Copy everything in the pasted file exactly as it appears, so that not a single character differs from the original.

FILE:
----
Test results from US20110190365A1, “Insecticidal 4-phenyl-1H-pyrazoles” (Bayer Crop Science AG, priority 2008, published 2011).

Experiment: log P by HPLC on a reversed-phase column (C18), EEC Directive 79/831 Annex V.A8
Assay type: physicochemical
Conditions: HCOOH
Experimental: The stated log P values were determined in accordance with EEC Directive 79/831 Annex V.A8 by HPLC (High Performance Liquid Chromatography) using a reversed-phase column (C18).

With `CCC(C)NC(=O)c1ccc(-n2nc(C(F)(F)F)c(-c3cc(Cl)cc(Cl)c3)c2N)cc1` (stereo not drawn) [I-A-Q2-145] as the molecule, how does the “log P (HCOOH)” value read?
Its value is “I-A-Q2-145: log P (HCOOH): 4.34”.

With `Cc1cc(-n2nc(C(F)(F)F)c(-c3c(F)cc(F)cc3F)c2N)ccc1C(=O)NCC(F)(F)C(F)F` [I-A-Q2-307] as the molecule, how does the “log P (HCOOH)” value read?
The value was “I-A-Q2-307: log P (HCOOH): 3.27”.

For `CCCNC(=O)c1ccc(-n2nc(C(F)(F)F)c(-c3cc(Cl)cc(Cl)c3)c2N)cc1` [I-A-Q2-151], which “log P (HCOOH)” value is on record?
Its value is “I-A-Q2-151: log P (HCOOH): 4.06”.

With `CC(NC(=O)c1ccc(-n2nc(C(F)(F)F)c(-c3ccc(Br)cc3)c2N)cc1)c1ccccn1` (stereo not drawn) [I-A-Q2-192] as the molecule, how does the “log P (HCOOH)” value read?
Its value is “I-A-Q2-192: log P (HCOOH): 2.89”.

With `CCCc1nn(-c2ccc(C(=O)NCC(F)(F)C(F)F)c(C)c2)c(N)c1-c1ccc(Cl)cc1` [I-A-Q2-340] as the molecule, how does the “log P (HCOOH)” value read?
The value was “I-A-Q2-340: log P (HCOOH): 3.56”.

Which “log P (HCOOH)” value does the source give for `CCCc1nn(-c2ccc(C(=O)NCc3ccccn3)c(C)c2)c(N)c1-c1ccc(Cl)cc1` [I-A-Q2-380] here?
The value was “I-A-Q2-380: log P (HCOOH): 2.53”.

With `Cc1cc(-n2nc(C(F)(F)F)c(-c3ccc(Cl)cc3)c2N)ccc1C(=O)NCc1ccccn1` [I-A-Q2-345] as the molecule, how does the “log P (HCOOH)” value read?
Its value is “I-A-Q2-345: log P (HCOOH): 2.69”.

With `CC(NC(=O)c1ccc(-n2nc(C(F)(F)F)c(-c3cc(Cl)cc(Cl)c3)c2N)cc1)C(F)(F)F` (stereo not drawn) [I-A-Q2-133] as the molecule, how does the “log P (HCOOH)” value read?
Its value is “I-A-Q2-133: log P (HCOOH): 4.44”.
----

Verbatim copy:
Test results from US20110190365A1, “Insecticidal 4-phenyl-1H-pyrazoles” (Bayer Crop Science AG, priority 2008, published 2011).

Experiment: log P by HPLC on a reversed-phase column (C18), EEC Directive 79/831 Annex V.A8
Assay type: physicochemical
Conditions: HCOOH
Experimental: The stated log P values were determined in accordance with EEC Directive 79/831 Annex V.A8 by HPLC (High Performance Liquid Chromatography) using a reversed-phase column (C18).

With `CCC(C)NC(=O)c1ccc(-n2nc(C(F)(F)F)c(-c3cc(Cl)cc(Cl)c3)c2N)cc1` (stereo not drawn) [I-A-Q2-145] as the molecule, how does the “log P (HCOOH)” value read?
Its value is “I-A-Q2-145: log P (HCOOH): 4.34”.

With `Cc1cc(-n2nc(C(F)(F)F)c(-c3c(F)cc(F)cc3F)c2N)ccc1C(=O)NCC(F)(F)C(F)F` [I-A-Q2-307] as the molecule, how does the “log P (HCOOH)” value read?
The value was “I-A-Q2-307: log P (HCOOH): 3.27”.

For `CCCNC(=O)c1ccc(-n2nc(C(F)(F)F)c(-c3cc(Cl)cc(Cl)c3)c2N)cc1` [I-A-Q2-151], which “log P (HCOOH)” value is on record?
Its value is “I-A-Q2-151: log P (HCOOH): 4.06”.

With `CC(NC(=O)c1ccc(-n2nc(C(F)(F)F)c(-c3ccc(Br)cc3)c2N)cc1)c1ccccn1` (stereo not drawn) [I-A-Q2-192] as the molecule, how does the “log P (HCOOH)” value read?
Its value is “I-A-Q2-192: log P (HCOOH): 2.89”.

With `CCCc1nn(-c2ccc(C(=O)NCC(F)(F)C(F)F)c(C)c2)c(N)c1-c1ccc(Cl)cc1` [I-A-Q2-340] as the molecule, how does the “log P (HCOOH)” value read?
The value was “I-A-Q2-340: log P (HCOOH): 3.56”.

Which “log P (HCOOH)” value does the source give for `CCCc1nn(-c2ccc(C(=O)NCc3ccccn3)c(C)c2)c(N)c1-c1ccc(Cl)cc1` [I-A-Q2-380] here?
The value was “I-A-Q2-380: log P (HCOOH): 2.53”.

With `Cc1cc(-n2nc(C(F)(F)F)c(-c3ccc(Cl)cc3)c2N)ccc1C(=O)NCc1ccccn1` [I-A-Q2-345] as the molecule, how does the “log P (HCOOH)” value read?
Its value is “I-A-Q2-345: log P (HCOOH): 2.69”.

With `CC(NC(=O)c1ccc(-n2nc(C(F)(F)F)c(-c3cc(Cl)cc(Cl)c3)c2N)cc1)C(F)(F)F` (stereo not drawn) [I-A-Q2-133] as the molecule, how does the “log P (HCOOH)” value read?
Its value is “I-A-Q2-133: log P (HCOOH): 4.44”.